Thursday, June 2, 2011

WoW's Subsciber Deductions...

As you've no doubt heard, the World of Warcraft subscriber base has shrunken. It's shrunk slightly, but shrunk nonetheless and shareholders do not like that kind of news.

With six hundred thousand fewer subscribers (myself being one of them), Blizzard has loses roughly nine million dollars a month. That's a lot of money.

Why have people left? Well, there's no single reason, obviously.

If you listen to Totalbiscuit, PvE players are leaving because the raiding content is boring and heroic raids are not cutting it. Can't argue with that, since before I left, I wasn't exactly thrilled with the initial raids in Cata and the upcoming Firelands isn't exactly inspiring confidence.

Some pvpers no doubt left due to balance concerns. And some return after a while. Will they come back for the next arena season? Who knows.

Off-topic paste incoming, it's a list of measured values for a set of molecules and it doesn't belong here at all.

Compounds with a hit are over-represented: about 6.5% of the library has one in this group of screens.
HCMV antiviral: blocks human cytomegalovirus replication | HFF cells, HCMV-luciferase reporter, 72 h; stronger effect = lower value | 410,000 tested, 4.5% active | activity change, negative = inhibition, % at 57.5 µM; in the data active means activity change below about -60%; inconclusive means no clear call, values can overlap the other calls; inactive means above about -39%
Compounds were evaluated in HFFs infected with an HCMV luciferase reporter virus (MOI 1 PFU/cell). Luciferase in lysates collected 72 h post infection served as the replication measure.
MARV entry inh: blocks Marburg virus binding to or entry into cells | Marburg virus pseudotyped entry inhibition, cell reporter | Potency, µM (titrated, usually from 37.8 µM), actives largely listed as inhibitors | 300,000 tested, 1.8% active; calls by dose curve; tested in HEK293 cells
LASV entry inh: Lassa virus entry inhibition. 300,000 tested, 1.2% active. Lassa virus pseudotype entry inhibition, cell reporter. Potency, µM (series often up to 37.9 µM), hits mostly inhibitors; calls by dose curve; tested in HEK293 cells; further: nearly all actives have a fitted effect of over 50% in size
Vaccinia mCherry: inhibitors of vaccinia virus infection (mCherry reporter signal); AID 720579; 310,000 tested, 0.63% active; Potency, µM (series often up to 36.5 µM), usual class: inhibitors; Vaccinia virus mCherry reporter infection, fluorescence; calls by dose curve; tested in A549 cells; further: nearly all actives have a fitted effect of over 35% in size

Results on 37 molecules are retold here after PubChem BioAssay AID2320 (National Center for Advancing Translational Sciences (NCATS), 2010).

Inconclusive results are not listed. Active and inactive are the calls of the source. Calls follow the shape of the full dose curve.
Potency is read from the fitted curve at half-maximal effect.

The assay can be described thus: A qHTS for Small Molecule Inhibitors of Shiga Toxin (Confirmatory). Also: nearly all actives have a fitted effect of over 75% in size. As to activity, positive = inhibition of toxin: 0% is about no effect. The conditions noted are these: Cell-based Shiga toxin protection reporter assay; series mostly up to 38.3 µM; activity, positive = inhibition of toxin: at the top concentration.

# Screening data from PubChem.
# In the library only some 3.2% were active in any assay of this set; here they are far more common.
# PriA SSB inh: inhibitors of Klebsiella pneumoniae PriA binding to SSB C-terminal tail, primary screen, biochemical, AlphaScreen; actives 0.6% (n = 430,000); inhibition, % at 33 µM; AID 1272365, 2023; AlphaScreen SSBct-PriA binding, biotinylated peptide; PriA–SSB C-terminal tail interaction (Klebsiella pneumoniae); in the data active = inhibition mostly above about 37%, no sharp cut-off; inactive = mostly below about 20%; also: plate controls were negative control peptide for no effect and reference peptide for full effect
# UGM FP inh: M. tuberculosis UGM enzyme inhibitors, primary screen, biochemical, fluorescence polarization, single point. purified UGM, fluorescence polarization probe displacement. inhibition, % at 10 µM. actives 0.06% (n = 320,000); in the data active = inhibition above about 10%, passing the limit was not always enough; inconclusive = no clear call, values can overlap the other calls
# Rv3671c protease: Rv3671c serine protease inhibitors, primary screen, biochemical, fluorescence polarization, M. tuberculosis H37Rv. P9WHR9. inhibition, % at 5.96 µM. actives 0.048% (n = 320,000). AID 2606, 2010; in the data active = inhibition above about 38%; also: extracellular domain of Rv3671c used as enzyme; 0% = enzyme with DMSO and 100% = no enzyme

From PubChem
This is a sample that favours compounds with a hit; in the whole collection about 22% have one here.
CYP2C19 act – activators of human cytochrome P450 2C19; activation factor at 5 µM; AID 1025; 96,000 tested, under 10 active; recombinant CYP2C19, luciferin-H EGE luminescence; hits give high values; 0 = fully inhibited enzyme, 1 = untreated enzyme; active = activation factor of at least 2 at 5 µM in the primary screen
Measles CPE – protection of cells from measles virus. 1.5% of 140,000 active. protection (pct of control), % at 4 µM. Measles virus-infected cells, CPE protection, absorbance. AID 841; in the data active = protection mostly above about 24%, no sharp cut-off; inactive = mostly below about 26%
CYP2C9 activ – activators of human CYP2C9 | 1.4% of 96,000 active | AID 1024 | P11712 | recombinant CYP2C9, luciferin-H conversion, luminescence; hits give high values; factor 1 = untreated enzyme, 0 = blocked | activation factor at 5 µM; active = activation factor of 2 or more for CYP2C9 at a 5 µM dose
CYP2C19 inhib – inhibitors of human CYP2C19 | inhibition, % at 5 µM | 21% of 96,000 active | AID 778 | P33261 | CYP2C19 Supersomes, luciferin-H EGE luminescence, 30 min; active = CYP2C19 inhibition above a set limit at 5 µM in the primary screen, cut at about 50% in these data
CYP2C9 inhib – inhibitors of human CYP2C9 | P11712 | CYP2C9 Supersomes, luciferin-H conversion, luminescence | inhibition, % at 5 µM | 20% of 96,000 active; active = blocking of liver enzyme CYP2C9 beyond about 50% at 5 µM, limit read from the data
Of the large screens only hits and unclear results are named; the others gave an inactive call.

Some players leave because of general burnout. While WoW has not been around as long as the original Everquest, which is still going, last time I checked, WoW is definitely showing its age. You can only use the game engine from Warcraft 3 for so long, it seems.

And as wishful thinking as it is, I would like to think that some of the six hundred thousand are disgruntled and disenfranchised Alliance players.

While people would scream at the idea that it is extremely stupid to alienate one half of its playerbase, Blizzard was able to get away with it. During the first few Blizzcons, yeah, I rolled with the punches. I took the jabs and the jokes at the expense at the Alliance player base in stride - but then it got old. And when they kept doing it, it became tiresome. Not to mention the lack of Alliance pride, which they have also admitted and propagated, was the breaking straw for some.

If you're not going to hype up the Alliance (and when have you, Blizzard?), what's the point of having two factions if you're only going to endorse one?

Well, Blizz. The ball's in your court. It's your move. Go ahead on.